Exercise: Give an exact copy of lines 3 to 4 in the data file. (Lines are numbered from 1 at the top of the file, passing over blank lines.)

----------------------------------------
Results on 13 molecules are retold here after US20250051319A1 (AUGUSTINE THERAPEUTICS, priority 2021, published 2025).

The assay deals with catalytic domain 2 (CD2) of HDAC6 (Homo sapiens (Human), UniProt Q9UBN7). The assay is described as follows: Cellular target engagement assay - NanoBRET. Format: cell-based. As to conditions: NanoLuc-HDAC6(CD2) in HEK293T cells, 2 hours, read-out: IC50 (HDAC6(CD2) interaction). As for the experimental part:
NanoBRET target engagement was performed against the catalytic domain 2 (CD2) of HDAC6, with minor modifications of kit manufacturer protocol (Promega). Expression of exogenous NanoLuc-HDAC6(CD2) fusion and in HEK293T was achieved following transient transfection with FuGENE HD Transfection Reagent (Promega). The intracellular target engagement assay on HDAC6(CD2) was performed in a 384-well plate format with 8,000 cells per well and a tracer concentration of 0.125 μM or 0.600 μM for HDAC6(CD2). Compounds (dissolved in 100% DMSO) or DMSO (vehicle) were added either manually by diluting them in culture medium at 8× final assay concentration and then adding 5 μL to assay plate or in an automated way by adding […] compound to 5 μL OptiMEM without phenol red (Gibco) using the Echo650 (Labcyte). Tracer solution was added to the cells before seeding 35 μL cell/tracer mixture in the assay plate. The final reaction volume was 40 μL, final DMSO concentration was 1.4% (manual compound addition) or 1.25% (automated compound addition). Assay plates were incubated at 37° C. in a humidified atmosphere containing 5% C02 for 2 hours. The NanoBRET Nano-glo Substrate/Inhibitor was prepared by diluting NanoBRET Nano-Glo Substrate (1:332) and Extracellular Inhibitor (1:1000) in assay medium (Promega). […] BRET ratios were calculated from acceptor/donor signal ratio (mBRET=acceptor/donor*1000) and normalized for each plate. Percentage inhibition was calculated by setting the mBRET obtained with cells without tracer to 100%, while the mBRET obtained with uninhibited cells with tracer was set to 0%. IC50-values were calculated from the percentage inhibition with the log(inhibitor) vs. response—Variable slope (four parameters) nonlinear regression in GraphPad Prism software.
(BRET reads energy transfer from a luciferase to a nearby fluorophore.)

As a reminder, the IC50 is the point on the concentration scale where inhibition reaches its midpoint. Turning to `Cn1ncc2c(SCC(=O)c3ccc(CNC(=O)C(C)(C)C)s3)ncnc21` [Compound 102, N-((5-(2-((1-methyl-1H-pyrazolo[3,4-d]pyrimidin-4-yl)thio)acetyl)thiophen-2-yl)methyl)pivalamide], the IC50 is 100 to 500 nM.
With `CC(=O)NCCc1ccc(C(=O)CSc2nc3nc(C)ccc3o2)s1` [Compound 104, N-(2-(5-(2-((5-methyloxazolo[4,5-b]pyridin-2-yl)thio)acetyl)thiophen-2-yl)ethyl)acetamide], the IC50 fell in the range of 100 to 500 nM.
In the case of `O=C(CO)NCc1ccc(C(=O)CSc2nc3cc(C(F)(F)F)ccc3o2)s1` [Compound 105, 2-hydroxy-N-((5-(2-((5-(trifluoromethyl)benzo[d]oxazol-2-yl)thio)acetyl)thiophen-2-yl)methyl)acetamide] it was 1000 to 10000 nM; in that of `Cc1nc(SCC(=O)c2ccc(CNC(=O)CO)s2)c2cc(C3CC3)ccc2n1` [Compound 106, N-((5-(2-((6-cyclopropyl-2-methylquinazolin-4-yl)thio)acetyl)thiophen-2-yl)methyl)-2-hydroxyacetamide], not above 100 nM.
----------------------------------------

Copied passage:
NanoBRET target engagement was performed against the catalytic domain 2 (CD2) of HDAC6, with minor modifications of kit manufacturer protocol (Promega). Expression of exogenous NanoLuc-HDAC6(CD2) fusion and in HEK293T was achieved following transient transfection with FuGENE HD Transfection Reagent (Promega). The intracellular target engagement assay on HDAC6(CD2) was performed in a 384-well plate format with 8,000 cells per well and a tracer concentration of 0.125 μM or 0.600 μM for HDAC6(CD2). Compounds (dissolved in 100% DMSO) or DMSO (vehicle) were added either manually by diluting them in culture medium at 8× final assay concentration and then adding 5 μL to assay plate or in an automated way by adding […] compound to 5 μL OptiMEM without phenol red (Gibco) using the Echo650 (Labcyte). Tracer solution was added to the cells before seeding 35 μL cell/tracer mixture in the assay plate. The final reaction volume was 40 μL, final DMSO concentration was 1.4% (manual compound addition) or 1.25% (automated compound addition). Assay plates were incubated at 37° C. in a humidified atmosphere containing 5% C02 for 2 hours. The NanoBRET Nano-glo Substrate/Inhibitor was prepared by diluting NanoBRET Nano-Glo Substrate (1:332) and Extracellular Inhibitor (1:1000) in assay medium (Promega). […] BRET ratios were calculated from acceptor/donor signal ratio (mBRET=acceptor/donor*1000) and normalized for each plate. Percentage inhibition was calculated by setting the mBRET obtained with cells without tracer to 100%, while the mBRET obtained with uninhibited cells with tracer was set to 0%. IC50-values were calculated from the percentage inhibition with the log(inhibitor) vs. response—Variable slope (four parameters) nonlinear regression in GraphPad Prism software.
(BRET reads energy transfer from a luciferase to a nearby fluorophore.)